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When it comes to the IoT, what are the opportunities for the semiconductor industry?

One of the problems with the Internet of Things (IoT) is its definition; it means different things to different people. And NXP's CEO Rick Clemmer hit the nail on the head during this year's CEO Roundtable at electronica. "Nobody knows what the IoT is," he asserted. His interpretation? "We should be thinking about the IoT making life easier; it should be about a smarter world."

No matter how you define it, the IoT is here. "It's here and it's happening," said Freescale's CEO Gregg Lowe. "There are three factors: security; scalability; and efficiency – particularly energy. The possibilities are significant."

STMicroelectronics' Carlo Bozotti said: "The opportunities are huge, including smart cities, smart homes and smart cars." He noted that, in the future, 60% of the population will live in cities. "And 10% of the population will be older than 65, so cities must become smarter in order to manage complexity."

Infineon's Reinhard Ploss sees the IoT as another industrial revolution. "But it's different to previous ones. The use cases which will be drivers include autonomous cars, Industry 4.0 and assisted living. But there is not one device which will do all this; it needs lots of things to come together." He added that whilst such devices needed to be open and connected to the internet, they also needed to be secure. "We will need to know who we're talking to. We need to be sure the hardware they use has a level of integrity. Europe isn't in a bad position here," he continued. "A lot of the things draw on Europe's core competences, including automotive and industrial."

Bozotti believes the IoT offers Europe particular opportunities. "The IoT provides a new wave of opportunity for start ups. Europe was the leader in smartphone development, but has lost this position. But many of the competences are still here and there is the opportunity to build start ups around the IoT." His implication was that semiconductor companies should be there to support them.

Lowe believes that if the industry can develop products based on security, scalability and energy efficiency, such start ups will come out with applications that can take advantage.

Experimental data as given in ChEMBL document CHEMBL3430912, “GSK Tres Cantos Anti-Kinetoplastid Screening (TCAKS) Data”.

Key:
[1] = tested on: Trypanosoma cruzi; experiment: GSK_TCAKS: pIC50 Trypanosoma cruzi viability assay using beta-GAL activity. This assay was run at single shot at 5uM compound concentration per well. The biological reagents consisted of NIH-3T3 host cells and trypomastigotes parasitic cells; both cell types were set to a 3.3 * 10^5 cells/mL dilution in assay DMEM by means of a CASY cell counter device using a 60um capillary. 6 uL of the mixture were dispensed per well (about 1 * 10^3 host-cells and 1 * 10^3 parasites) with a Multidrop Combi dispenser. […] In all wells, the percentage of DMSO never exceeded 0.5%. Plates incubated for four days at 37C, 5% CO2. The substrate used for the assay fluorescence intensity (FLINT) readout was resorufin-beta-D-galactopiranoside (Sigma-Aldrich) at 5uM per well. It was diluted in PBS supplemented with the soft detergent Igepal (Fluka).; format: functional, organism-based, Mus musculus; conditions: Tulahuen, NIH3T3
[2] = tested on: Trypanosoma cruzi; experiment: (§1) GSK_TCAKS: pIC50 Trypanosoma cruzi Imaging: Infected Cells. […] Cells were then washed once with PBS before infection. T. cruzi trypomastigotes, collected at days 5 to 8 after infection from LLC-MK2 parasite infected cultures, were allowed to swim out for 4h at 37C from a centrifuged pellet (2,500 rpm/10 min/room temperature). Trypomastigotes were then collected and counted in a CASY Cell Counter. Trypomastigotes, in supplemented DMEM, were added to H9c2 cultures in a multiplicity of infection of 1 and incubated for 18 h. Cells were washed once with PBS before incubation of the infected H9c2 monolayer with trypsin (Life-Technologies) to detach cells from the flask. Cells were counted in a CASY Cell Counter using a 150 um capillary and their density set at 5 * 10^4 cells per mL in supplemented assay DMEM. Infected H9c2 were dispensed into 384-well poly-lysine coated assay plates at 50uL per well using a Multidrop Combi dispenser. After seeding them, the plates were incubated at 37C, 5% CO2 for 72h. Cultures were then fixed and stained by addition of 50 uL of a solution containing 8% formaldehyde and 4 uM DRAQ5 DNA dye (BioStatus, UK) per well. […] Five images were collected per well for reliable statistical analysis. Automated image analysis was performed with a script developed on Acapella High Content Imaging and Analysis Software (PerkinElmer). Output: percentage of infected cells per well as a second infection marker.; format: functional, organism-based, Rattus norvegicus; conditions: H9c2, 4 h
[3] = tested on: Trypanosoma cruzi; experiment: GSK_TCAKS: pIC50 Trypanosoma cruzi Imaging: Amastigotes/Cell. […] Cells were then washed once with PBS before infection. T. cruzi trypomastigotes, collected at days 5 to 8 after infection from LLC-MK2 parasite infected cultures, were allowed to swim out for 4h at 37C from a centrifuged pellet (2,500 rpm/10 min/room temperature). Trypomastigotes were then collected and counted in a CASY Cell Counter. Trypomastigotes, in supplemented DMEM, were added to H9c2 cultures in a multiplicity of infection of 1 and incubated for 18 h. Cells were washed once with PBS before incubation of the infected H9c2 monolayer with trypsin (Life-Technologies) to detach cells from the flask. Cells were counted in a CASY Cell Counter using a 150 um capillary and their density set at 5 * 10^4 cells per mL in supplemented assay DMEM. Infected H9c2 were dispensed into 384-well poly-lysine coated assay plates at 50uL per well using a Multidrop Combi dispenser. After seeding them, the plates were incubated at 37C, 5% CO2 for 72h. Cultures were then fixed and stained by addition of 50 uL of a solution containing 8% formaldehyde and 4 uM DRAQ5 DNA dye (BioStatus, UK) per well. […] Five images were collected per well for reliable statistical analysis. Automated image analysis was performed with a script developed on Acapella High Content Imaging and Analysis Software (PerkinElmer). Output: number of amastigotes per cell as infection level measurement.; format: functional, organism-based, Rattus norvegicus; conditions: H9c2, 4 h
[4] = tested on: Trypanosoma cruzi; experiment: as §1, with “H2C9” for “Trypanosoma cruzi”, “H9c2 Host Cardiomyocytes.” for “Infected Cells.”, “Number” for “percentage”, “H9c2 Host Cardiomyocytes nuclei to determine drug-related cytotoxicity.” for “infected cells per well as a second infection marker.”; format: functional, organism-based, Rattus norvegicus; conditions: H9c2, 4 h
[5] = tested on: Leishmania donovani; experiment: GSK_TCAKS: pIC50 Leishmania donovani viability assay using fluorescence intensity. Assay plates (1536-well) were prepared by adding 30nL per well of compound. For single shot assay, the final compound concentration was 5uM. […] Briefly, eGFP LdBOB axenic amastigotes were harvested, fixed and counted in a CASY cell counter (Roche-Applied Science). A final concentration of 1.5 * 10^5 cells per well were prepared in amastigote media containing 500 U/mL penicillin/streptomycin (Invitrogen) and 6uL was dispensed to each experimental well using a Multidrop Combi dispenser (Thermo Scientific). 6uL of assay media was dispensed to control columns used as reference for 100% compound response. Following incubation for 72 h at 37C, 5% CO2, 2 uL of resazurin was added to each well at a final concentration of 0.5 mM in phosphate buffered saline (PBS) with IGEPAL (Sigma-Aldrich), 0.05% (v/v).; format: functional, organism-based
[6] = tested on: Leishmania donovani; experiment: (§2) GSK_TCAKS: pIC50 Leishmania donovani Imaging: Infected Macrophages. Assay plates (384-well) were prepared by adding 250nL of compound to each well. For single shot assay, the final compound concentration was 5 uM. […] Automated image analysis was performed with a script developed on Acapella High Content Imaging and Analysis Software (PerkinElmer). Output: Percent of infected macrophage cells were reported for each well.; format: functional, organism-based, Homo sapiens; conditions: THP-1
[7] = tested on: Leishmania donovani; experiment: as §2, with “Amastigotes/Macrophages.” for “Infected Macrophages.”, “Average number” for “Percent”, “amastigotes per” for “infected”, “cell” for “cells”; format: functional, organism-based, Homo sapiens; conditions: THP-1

One area where he sees great opportunity is autonomous driving. "But the killer app isn't autonomous vehicles," he contended. "It's a car that can't get into an accident; one that is aware of its surroundings. If such a car can be built, there will be a huge payback."

Ploss pointed to a potential weakness. "The web won't always be available for the autonomous car, but such a car should be able to drive safely in any circumstances. So the IoT also represents a move into high reliability; systems which add value – and that's an opportunity for the semiconductor industry because its ability to adopt fast moving trends."

All CEOs recognised the importance of IoT security. Clemmer, for example, sees cybersecurity risk as 'critical'. "But there are fundamental semiconductor technologies that can deal with that. If you do it in software, it's hackable; you reduce that risk when you use hardware."

Ploss added: "You can do secure communications when chips inside a phone or a router identify you using a token. But we have to join forces with users and the telecoms industry to implement that." However, he took a different view to Clemmer. "The semiconductor industry has to move into software, because hardware alone can't support connnectivity. Users can then decide whether to give away their data in exchange for a service or to protect their data. There are some apps where you don't care whether your data is used or not, but others where the internet has to bring transparency. Let's deal with it," he concluded.

Graham Pitcher

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